Bishop’s Annual Appeal Strengthens (Andy Telli, Tennessee Register)
The 2017 Bishop's Annual Appeal for Ministries, which raises money to support a wide variety of programs in the Diocese of Nashville that help those in need and support people on their faith journey, will begin in February.
"We encounter Jesus in those we serve: the hungry, the homeless, the sick, the imprisoned, the children, the elderly, those seeking a closer relation-ship with God and in those who show us mercy," wrote Bishop David Choby. "The Bishop's Annual Appeal for Ministries provides to us a way to serve those in need and gives us opportunities to be merciful. By supporting the Bishop's Annual Appeal for Ministries, we support our local ministries and programs that serve others. It allows us to encounter God's goodness, love, and grace when we serve others, through acts of mercy, service, and sacrifice.
"As in years past, the Bishop's Annual Appeal for Ministries will continue to support service to the poor and vulnerable, pastoral outreach, social service, youth ministry, Catholic education, evangelization efforts, and more," the bishop added. "You make these great works possible for our diocese. Your efforts have impacted countless lives for Christ. Together we participate in advancing the Church's mission here in Middle Tennessee."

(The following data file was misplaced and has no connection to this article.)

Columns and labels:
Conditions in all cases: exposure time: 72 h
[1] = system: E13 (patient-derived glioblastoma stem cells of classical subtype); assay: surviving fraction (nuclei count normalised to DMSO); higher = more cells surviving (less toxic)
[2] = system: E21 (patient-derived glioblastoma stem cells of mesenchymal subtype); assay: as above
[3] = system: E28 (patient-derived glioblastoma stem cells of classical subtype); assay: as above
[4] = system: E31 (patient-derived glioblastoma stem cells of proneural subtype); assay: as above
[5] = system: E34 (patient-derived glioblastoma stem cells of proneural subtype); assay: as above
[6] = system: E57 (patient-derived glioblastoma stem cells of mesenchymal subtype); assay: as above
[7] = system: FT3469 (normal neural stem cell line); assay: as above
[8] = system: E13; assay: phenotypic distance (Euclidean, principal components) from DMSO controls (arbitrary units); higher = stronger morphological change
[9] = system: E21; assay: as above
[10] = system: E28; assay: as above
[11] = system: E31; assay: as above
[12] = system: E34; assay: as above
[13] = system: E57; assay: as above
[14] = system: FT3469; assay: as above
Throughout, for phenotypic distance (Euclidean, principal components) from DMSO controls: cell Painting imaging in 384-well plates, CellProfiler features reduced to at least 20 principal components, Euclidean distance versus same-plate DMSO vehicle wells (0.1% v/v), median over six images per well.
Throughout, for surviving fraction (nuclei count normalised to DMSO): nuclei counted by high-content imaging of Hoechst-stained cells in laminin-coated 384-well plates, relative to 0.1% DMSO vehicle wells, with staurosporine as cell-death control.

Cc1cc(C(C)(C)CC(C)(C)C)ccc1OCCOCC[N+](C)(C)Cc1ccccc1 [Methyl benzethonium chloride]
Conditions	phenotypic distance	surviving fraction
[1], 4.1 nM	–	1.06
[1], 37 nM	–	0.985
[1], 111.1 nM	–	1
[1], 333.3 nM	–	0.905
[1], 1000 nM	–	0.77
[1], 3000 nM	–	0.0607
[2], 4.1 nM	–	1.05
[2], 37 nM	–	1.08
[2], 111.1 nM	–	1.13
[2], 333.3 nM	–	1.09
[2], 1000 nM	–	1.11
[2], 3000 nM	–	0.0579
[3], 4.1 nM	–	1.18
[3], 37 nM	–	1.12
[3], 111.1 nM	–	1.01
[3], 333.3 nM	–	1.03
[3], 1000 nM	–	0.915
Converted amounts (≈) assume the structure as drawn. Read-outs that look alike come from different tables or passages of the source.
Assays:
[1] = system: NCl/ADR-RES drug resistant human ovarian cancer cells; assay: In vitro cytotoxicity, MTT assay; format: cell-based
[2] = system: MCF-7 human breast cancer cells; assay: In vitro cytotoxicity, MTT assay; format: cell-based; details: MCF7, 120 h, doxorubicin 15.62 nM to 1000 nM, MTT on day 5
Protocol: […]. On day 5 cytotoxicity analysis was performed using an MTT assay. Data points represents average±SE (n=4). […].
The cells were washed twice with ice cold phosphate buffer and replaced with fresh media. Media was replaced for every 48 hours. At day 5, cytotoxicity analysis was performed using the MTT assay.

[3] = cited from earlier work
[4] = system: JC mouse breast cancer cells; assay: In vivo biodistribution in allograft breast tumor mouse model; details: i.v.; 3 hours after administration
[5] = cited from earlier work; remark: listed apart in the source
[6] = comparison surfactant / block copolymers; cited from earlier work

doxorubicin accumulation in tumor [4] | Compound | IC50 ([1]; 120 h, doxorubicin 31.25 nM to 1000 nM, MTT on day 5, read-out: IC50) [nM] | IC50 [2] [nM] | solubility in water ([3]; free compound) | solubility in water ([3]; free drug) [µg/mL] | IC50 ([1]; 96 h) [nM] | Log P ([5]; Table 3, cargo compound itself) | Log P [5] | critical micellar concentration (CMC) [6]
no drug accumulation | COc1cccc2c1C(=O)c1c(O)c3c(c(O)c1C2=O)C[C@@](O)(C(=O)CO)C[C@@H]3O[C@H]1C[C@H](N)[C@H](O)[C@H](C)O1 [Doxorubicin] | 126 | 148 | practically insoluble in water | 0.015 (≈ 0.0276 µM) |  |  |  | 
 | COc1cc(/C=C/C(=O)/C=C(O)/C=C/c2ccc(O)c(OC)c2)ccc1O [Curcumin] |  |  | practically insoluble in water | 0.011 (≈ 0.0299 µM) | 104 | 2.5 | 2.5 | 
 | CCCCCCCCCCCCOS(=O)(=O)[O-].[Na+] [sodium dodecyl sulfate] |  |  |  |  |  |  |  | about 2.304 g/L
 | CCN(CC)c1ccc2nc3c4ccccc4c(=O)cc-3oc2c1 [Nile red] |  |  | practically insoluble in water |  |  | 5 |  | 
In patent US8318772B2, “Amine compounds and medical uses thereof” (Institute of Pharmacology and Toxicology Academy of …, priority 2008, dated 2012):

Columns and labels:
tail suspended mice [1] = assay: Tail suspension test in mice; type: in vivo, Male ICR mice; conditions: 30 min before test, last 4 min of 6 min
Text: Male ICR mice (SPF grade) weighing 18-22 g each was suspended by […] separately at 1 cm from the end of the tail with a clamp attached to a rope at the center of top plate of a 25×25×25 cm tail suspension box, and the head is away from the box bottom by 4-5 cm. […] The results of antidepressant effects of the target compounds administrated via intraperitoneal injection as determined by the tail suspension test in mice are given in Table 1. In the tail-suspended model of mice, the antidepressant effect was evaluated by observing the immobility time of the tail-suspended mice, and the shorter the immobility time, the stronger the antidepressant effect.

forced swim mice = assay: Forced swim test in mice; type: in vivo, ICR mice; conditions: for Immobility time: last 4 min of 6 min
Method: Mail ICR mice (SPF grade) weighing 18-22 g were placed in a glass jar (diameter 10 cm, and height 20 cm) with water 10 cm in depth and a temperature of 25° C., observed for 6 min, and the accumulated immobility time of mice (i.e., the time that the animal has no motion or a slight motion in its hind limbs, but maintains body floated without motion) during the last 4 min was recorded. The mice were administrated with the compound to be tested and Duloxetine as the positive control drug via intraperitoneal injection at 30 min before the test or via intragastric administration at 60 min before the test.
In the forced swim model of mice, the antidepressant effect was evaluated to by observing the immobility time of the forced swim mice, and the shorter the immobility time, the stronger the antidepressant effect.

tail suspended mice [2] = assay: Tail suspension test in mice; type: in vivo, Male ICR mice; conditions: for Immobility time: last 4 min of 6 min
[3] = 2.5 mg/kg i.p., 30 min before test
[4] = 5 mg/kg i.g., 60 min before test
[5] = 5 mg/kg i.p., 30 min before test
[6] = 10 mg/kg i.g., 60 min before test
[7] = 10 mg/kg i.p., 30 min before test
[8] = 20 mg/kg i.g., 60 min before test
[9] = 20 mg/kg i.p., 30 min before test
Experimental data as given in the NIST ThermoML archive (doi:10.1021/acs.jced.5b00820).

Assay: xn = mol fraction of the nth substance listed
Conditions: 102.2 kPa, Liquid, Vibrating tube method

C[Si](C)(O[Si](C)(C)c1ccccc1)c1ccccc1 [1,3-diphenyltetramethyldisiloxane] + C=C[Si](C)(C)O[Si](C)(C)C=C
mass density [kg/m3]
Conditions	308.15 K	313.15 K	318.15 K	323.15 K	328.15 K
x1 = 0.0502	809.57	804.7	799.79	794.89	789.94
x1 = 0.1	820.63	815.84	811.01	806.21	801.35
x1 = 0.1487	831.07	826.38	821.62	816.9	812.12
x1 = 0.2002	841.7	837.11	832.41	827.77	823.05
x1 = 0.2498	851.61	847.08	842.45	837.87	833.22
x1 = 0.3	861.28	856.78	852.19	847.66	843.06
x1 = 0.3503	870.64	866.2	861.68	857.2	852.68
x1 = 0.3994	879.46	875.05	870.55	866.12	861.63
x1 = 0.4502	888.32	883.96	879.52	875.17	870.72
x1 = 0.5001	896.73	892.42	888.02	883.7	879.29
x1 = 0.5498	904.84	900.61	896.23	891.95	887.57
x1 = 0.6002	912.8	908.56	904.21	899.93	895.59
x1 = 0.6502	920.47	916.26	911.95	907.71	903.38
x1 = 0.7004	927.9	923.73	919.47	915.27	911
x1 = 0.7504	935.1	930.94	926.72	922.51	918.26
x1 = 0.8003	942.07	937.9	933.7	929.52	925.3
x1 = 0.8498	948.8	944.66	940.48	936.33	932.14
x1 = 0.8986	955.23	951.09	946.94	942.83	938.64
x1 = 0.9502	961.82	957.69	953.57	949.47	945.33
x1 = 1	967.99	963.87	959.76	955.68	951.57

The appeal will begin at weekend Masses on Announcement Weekend, Jan. 28 and 29. Pastors will inform parishioners about the needs that the appeal helps to meet, and that they will be receiving a mailing in the coming week explaining the appeal.
Pledge Weekend, when parishioners will be asked to make a pledge to the appeal, will be held Super Bowl Weekend, Feb. 4-5, said Bill Whalen, chief financial officer of the diocese.
Follow-up Weekend will be held Feb. 11 and 12 to collect pledges from parishioners who were unable to turn in their pledge the previous week.
Among the ministries that the appeal helps support are:
• General Ministries, which includes: a diocesan assistance fund, Calvary Cemetery, Camp Marymount, the Tennessee Catholic Public Policy Commission and prison ministry.
• Campus Ministries, which includes serving the spiritual needs of students at Austin Peay University, Belmont University, Fisk University and Meharry Medical College, Lipscomb University, Middle Tennessee State University, Tennessee State University, Tennessee Technological University and Vanderbilt University.
• Catholic Charities Programs, which includes: adoption counseling, adoption support and preservation program, Adult Day Program/Elder Care, Caring Choices, family counseling, pregnancy counseling.
• Chaplain Ministry, which serves the needs of people at Fort Campbell, Middle Tennessee area hospitals, Vanderbilt Children's Hospital, and the Veteran's Administration Hospital in Nashville.
• Church Ministry, which includes support for the Coptic, Korean and Vietnamese communities, parish assistance and rural parishes.
• Religious Education, which includes: adult formation, catechetical formation/catechist training, engaged couples formation, lifelong catechetics, religious education and the Totus Tuus catechetics program.
• Youth Ministries, which includes: Catholic school assistance, CYO-Youth ministry, Saint Mary Villa Child Development Center, schools athletic office, Scouting program and SEARCH.